That is just one example  of how things might get worse for USA in the attempt to reach a better future.There are real issues with Iran developing nukes but politicians shouldn't use fear to convince the public towards their agenda.The ends don't justify the means and there are unquantifiable repercussions down the road.

These are just my two cents and I don't mean to insult anyone but I leave this "disclaimer" here because these are sensitive matters and sometimes over the internet it's hard not to get offended.

I'm curious about something.I know you can't judge a whole country by the behaviour of it's goverment but does American society feel that every country with people of different skin color, much different culture/ideology or other alienating differences is a potential threat and/or beneath them?

I am not asking if you personally feel this way but if there's an underlying notion in the society that goes along with "America is the land of freedom, American dream, Democracy, having superior military to "protect your values" or "settle differences" in other lands and bring "freedom" and "democracy" to these people.I may seem judgemental but tbh my culture is much closer to USA than say Iran or Pakistan.

What I am more interested in is if people that are not extremists and have a good measure of critical thought have ingrained into their beliefs some of the "political lines" that have been associated with USA over the years.
My understanding is that this occurs in all countries and societies but USA is special because it's a military and financial superpower(which means they have more power over the rest of the world than other countries) that's governed by democracy so the beliefs of it's citizens matter most than those of other countries.

I am a bit reluctant posting this, fearful of being misunderstood and I could go on to further clarify but I will place my trust in people.Again, I am just interested on your view of the sociopolitical climate there not so much as it is expressed by the media but more so by grasping the climate in your smaller communities.

Last but not least if you find this post harmful in any way feel free to delete it.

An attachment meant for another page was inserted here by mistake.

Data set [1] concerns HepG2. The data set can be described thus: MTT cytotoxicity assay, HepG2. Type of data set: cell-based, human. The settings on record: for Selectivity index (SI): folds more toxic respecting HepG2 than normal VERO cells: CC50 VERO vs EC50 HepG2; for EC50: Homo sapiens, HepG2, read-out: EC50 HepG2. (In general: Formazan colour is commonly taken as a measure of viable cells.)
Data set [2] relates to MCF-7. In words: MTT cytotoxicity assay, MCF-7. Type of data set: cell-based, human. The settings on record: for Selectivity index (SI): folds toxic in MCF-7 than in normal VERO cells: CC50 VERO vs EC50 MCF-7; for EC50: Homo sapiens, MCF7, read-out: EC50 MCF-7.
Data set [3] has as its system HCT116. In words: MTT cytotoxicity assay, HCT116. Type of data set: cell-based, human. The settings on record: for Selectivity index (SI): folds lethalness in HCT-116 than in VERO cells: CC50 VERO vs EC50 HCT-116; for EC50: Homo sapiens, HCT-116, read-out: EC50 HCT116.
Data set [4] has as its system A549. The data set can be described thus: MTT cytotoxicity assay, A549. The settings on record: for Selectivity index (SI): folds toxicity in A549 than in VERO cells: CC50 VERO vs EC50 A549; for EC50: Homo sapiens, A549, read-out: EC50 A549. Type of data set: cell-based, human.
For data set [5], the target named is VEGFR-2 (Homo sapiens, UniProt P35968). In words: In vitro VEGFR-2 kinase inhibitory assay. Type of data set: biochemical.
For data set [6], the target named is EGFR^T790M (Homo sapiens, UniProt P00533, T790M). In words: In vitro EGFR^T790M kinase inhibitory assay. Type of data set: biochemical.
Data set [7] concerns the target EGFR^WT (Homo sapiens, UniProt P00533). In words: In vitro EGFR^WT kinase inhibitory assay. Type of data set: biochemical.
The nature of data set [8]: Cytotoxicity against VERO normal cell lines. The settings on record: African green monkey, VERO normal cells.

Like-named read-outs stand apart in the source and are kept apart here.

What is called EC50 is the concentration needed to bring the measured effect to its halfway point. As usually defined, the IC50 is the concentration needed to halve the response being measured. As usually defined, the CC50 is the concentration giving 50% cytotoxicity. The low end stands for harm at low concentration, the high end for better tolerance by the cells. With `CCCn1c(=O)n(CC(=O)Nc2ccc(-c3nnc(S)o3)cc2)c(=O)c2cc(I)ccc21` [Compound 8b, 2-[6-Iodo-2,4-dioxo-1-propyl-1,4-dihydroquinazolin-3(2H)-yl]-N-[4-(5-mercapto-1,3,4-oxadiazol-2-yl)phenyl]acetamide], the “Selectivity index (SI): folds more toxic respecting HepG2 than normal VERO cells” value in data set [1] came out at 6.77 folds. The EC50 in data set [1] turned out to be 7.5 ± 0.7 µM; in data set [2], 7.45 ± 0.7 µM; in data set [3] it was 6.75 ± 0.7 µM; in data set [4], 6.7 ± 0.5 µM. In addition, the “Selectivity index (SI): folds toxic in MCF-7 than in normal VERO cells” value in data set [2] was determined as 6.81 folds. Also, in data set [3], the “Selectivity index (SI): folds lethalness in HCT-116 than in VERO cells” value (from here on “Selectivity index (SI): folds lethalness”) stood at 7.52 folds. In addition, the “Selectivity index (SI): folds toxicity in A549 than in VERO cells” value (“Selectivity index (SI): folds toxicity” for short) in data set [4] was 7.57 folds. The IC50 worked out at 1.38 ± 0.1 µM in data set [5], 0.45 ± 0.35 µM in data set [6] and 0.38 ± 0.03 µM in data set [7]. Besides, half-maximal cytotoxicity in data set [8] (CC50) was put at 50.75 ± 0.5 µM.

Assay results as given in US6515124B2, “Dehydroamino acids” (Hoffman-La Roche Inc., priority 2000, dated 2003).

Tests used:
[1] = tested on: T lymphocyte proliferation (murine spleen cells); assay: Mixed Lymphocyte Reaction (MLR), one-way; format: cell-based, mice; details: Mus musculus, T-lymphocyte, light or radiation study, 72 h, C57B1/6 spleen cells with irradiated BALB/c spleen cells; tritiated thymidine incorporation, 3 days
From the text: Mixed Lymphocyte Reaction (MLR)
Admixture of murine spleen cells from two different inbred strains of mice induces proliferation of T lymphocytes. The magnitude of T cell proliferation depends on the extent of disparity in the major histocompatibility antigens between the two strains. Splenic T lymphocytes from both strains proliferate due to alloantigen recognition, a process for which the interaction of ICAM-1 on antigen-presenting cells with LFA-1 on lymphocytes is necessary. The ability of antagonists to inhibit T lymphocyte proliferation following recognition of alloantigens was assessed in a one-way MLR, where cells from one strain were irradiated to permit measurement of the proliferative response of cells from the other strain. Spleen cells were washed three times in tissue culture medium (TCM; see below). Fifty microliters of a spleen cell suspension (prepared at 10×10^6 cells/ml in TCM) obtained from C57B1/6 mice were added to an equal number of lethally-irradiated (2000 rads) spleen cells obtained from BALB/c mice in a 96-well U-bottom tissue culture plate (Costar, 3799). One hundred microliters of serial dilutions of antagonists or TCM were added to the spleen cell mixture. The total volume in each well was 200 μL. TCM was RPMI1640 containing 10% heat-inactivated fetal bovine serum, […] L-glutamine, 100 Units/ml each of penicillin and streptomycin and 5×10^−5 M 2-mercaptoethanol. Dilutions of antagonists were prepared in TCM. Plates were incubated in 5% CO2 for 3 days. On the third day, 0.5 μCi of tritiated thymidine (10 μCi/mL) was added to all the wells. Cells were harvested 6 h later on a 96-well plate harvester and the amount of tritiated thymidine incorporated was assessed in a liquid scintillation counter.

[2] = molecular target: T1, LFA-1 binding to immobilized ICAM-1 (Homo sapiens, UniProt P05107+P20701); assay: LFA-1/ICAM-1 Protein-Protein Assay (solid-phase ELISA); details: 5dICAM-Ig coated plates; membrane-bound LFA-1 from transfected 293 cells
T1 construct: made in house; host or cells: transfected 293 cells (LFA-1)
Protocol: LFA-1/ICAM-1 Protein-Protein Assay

General Discussion / Re: How many nationalities have we here
« on: May 11, 2018, 08:56:35 AM »
I'm British but have lived in other parts of Europe and Asia for decades. I now live in the Hills of Shiding, which sounds close enough to an epic fantasy location for any fantasy writer :)

Or maybe it's a secret community of criminals who all share the same lisp!  ;)

[MAR 2018] Letters / Re: [Mar 2018] - Letters - Voting Thread
« on: May 09, 2018, 06:22:42 PM »
Major props goes to the twist on this story, which I thought was the best of the bunch on this occasion. I can't compliment enough the unique take you played on writing a letter to your worst enemy, and it turns out that they're writing it to themselves.

The fantasy elements were what ultimately lost me, whereby you crammed so many things in there that I ended up with information overload and collapsed into confusion. You had two cool concepts: the possession aspect of the sword, and the corrupting nature of the Shade. And either one, given the spotlight, would have served to reach the twist at the end. But because both of them were in there, I often found myself struggling to work out what was what and what was going on, and these issues were compounded when the protagonist held conversations with the sword in hand.

So yes, a victim of its own ambition, possibly, but that's taking nothing away from the unique and interesting take you had on the theme.


First of all, thank you for taking time and putting effort to writing this critique.

I'd like to say that you were too lenient and I judged myself harsher on the things you mentioned plus some more.In the future if you would be so kind as to review anything I may post do so less politely please.I am a person that likes detailed feedback and I don't take anything personally.

For starters I felt that my prose didn't have a proper flow and there were probably errors in grammar and syntax.Furthermore, I should say that the story has almost zero editing.It was late at night/morning when I finished and had reached about 2300 words.I was eager to post since it was like last two days or so and I ended up cleaving some parts without editing to reach 1500.

Even so, I wasn't gonna post it like that but as I copy/pasted it on the forum to take a look at it's final form instead of pressing "Preview" I pressed "Post".I was so mad at myself and so tired that I closed the pc and went to sleep.

In my mind the story was belonged in 3 prompts.
2) The MC writes a letter back to their loved one(s), knowing they will never come home again.